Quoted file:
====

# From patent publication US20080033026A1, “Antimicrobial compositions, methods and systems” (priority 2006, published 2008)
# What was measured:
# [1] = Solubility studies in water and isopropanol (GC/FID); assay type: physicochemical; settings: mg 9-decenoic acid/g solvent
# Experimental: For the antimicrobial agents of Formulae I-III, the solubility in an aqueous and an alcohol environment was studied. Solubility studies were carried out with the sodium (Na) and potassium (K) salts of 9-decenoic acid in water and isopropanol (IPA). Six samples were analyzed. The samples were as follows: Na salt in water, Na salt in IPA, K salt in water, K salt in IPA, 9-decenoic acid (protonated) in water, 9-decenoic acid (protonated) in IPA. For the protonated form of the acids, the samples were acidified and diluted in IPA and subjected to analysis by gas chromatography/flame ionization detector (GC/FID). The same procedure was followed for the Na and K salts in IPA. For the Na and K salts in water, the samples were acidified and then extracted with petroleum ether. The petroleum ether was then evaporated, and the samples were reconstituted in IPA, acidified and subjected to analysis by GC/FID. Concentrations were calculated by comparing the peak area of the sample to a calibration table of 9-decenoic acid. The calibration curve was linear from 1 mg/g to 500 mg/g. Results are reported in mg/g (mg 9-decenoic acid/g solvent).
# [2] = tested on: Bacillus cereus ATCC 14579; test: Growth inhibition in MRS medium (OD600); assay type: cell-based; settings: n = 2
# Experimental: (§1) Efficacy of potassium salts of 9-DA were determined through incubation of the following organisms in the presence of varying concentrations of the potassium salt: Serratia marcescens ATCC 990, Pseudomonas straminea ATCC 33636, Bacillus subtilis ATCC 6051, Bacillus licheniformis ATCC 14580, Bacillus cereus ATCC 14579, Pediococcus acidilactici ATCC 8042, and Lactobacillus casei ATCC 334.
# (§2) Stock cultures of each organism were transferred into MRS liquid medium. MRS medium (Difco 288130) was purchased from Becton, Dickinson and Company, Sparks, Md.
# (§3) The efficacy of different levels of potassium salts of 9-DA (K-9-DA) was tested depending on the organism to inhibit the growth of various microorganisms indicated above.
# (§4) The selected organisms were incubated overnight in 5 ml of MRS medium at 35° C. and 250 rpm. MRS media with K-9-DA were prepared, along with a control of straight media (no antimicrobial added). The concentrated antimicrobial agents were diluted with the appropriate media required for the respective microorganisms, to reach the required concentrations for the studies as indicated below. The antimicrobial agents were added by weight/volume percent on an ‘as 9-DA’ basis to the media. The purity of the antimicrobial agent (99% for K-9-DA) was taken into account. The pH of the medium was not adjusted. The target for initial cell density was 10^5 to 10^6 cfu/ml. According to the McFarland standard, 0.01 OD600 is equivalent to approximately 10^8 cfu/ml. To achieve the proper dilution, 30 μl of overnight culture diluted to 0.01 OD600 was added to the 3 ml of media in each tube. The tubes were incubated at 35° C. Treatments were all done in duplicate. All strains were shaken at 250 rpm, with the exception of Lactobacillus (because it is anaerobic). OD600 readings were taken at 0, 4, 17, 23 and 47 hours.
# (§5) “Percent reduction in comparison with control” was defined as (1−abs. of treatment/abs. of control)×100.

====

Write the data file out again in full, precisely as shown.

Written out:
# From patent publication US20080033026A1, “Antimicrobial compositions, methods and systems” (priority 2006, published 2008)
# What was measured:
# [1] = Solubility studies in water and isopropanol (GC/FID); assay type: physicochemical; settings: mg 9-decenoic acid/g solvent
# Experimental: For the antimicrobial agents of Formulae I-III, the solubility in an aqueous and an alcohol environment was studied. Solubility studies were carried out with the sodium (Na) and potassium (K) salts of 9-decenoic acid in water and isopropanol (IPA). Six samples were analyzed. The samples were as follows: Na salt in water, Na salt in IPA, K salt in water, K salt in IPA, 9-decenoic acid (protonated) in water, 9-decenoic acid (protonated) in IPA. For the protonated form of the acids, the samples were acidified and diluted in IPA and subjected to analysis by gas chromatography/flame ionization detector (GC/FID). The same procedure was followed for the Na and K salts in IPA. For the Na and K salts in water, the samples were acidified and then extracted with petroleum ether. The petroleum ether was then evaporated, and the samples were reconstituted in IPA, acidified and subjected to analysis by GC/FID. Concentrations were calculated by comparing the peak area of the sample to a calibration table of 9-decenoic acid. The calibration curve was linear from 1 mg/g to 500 mg/g. Results are reported in mg/g (mg 9-decenoic acid/g solvent).
# [2] = tested on: Bacillus cereus ATCC 14579; test: Growth inhibition in MRS medium (OD600); assay type: cell-based; settings: n = 2
# Experimental: (§1) Efficacy of potassium salts of 9-DA were determined through incubation of the following organisms in the presence of varying concentrations of the potassium salt: Serratia marcescens ATCC 990, Pseudomonas straminea ATCC 33636, Bacillus subtilis ATCC 6051, Bacillus licheniformis ATCC 14580, Bacillus cereus ATCC 14579, Pediococcus acidilactici ATCC 8042, and Lactobacillus casei ATCC 334.
# (§2) Stock cultures of each organism were transferred into MRS liquid medium. MRS medium (Difco 288130) was purchased from Becton, Dickinson and Company, Sparks, Md.
# (§3) The efficacy of different levels of potassium salts of 9-DA (K-9-DA) was tested depending on the organism to inhibit the growth of various microorganisms indicated above.
# (§4) The selected organisms were incubated overnight in 5 ml of MRS medium at 35° C. and 250 rpm. MRS media with K-9-DA were prepared, along with a control of straight media (no antimicrobial added). The concentrated antimicrobial agents were diluted with the appropriate media required for the respective microorganisms, to reach the required concentrations for the studies as indicated below. The antimicrobial agents were added by weight/volume percent on an ‘as 9-DA’ basis to the media. The purity of the antimicrobial agent (99% for K-9-DA) was taken into account. The pH of the medium was not adjusted. The target for initial cell density was 10^5 to 10^6 cfu/ml. According to the McFarland standard, 0.01 OD600 is equivalent to approximately 10^8 cfu/ml. To achieve the proper dilution, 30 μl of overnight culture diluted to 0.01 OD600 was added to the 3 ml of media in each tube. The tubes were incubated at 35° C. Treatments were all done in duplicate. All strains were shaken at 250 rpm, with the exception of Lactobacillus (because it is anaerobic). OD600 readings were taken at 0, 4, 17, 23 and 47 hours.
# (§5) “Percent reduction in comparison with control” was defined as (1−abs. of treatment/abs. of control)×100.